How many hours have you spent attempting to get a client’s vision right? Whether you’re designing a logo, a website, or marketing materials, it’s not easy to translate a vision into reality. It’s not even that easy to understand exactly what your client wants.
To be honest, your job as a designer is hard because most clients don’t really know what they want. They have a general idea, and might have a preferred color scheme, but lack a specific vision. That’s why they hire designers. Clients want a designer who can create designs that bring their abstract, fuzzy, and incomplete vision to life.
If you want to nail a client’s vision, you have to be willing to try a bunch of preliminary ideas to narrow down what they want. That takes time. The following 3 strategies will make that process easier and will waste less of your time.
1. Be clever, but not too clever
If you look around at all the major corporations, you’ll find their logos to be pretty clever. For instance, McDonalds, Starbucks, Apple, and Nike all have iconic and clever logos. Some logos, like Starbucks and Apple, relate directly to the company’s name. For example, in Herman Melville’s novel Moby Dick, Starbuck is Captain Ahab’s first mate. It was a genius move to depict a twin tailed siren in the Starbucks logo.
Trying to create a logo as a visual play on words is creative, but many clever ideas will be completely lost on your clients’ customers. For example, say your client’s last name is ‘Pine’ and you want to use a pine tree in their logo. That’s definitely a clever idea, but most people won’t get the association. Instead of seeing a pine tree, most people will just see a tree. If a tree has nothing to do with your client’s business, it’s a bad design idea.
If you’re going to attempt to create a logo that plays with your client’s name, start with subtle design ideas. For example, Austin property management company Green Residential uses a green color scheme as a visual play on the company’s name. It’s simple, clever, and memorable at the same time.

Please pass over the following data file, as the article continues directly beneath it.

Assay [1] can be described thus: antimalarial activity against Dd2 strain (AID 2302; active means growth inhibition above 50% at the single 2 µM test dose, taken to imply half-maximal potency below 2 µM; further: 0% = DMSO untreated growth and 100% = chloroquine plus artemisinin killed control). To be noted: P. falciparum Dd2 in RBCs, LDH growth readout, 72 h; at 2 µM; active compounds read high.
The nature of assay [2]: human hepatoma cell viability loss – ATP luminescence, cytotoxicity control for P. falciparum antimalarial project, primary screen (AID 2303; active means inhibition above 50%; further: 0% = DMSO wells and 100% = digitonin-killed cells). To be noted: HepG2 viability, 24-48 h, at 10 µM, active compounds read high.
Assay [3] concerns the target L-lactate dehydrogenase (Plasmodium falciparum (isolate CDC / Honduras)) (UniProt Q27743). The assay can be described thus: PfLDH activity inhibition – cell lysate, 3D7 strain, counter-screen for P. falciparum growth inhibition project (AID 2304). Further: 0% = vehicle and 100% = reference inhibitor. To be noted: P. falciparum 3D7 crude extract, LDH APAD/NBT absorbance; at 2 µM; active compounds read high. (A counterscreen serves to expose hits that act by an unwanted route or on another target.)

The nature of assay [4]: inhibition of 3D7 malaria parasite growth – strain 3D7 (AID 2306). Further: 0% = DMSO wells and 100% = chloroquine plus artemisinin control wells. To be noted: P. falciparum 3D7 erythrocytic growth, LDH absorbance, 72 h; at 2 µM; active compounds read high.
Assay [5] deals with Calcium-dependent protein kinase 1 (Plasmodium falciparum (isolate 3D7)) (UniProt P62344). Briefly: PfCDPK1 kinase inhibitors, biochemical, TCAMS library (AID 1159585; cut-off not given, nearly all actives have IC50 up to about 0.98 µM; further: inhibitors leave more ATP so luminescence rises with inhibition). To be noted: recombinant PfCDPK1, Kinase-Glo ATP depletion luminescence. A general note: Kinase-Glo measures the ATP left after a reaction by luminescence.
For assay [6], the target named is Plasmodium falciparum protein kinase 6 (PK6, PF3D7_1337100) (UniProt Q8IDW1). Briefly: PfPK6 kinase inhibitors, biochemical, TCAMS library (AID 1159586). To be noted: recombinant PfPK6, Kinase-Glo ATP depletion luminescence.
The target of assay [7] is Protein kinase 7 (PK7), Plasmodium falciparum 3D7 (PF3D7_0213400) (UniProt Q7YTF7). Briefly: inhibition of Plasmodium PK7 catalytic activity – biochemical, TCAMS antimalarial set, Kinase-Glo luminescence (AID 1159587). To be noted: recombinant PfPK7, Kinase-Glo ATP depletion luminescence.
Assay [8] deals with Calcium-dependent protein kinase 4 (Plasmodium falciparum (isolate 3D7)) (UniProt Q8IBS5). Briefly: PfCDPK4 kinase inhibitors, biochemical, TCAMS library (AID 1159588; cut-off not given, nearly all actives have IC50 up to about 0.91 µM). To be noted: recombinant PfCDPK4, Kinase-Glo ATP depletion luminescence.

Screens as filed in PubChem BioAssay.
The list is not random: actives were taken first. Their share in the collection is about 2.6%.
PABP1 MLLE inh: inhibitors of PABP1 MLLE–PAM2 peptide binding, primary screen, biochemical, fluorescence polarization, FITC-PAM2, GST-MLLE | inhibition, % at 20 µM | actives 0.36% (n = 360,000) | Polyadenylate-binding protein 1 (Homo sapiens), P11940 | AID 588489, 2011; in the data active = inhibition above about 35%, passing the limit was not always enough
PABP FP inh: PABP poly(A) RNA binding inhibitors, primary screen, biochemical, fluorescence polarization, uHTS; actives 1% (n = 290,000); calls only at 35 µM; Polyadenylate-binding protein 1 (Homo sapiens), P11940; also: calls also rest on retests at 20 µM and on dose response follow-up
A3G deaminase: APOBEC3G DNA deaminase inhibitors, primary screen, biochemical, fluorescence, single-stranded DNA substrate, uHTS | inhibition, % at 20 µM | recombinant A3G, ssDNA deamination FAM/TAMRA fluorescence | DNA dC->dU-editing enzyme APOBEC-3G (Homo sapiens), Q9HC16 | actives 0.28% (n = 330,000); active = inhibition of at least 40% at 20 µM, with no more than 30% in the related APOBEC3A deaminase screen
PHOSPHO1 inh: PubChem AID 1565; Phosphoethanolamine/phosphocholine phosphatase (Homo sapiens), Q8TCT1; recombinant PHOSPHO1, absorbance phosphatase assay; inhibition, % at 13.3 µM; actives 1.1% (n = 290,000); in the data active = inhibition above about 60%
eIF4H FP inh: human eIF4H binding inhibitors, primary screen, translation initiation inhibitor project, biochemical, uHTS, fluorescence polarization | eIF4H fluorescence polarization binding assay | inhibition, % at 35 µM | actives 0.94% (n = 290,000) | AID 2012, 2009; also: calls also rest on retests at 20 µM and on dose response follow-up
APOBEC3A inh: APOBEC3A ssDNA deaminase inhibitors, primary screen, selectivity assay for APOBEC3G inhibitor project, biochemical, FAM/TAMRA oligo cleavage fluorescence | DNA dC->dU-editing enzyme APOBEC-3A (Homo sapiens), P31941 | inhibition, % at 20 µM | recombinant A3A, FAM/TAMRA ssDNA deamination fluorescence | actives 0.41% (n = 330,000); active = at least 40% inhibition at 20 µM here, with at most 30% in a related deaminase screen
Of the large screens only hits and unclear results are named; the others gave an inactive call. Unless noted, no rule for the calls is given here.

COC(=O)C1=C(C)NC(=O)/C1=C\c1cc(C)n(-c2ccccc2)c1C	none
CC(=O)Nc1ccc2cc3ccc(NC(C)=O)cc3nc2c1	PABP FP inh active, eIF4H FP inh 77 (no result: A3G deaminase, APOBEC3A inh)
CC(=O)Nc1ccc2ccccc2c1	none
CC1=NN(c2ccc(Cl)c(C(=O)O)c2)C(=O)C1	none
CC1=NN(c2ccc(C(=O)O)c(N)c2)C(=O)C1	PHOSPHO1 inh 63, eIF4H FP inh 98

2. Ask questions and more questions
You can’t ask your clients too many questions when it comes to extracting their vision for whatever design you’re creating. Some of the best questions you can ask are:
- What popular designs do you like and why? This question isn’t intended to give you ideas to copy. The purpose of asking this question is to gather examples that will give you insight into your client’s design preferences.
For example, say a client loves the McDonald’s logo because the golden arches make them think of their famous hot, crispy fries. Your client will probably respond best to a design that captures the value of their product. On the other hand, a client who likes the McDonald’s logo because it’s simple and memorable will probably respond best to a simple or even abstract design that is unique and memorable.
- What popular designs turn you off? Find out what designs turn your client off to get an idea of what they’re likely to reject. Your time is valuable and the last thing you want to do is try a design in a style they dislike. For instance, if a client doesn’t like logos that use clipart, then avoid clipart at all costs. Your client might have a preference for thick or thin lines, gradients, solid colors, or shading and not be able to pinpoint that preference until they see what they don’t like.
- How do you want people to feel when looking at the design? This question may not be applicable in all situations, but sometimes it will be relevant. Emotions drive decisions in all aspects of life. Whatever you’re designing has the potential to impact your clients’ market and influence them to make specific decisions.
For example, say you’re designing a website for a non-profit organisation that removes plastic waste from the ocean. Your designs should elicit the emotions that will inspire people to get involved by making a donation or doing something in their own lives to eliminate plastic waste.
3. Study marketing
You might be able to create stunning, award-winning designs, but those designs won’t be effective unless they’re in alignment with basic marketing principles. Study marketing as much as possible to maximise the efficacy of your designs.
Nailing a vision is a process
Remember that getting your client’s vision right is a process that involves conversation and experimentation. With dedication and a little patience, over time, you’ll get better at capturing your clients’ visions.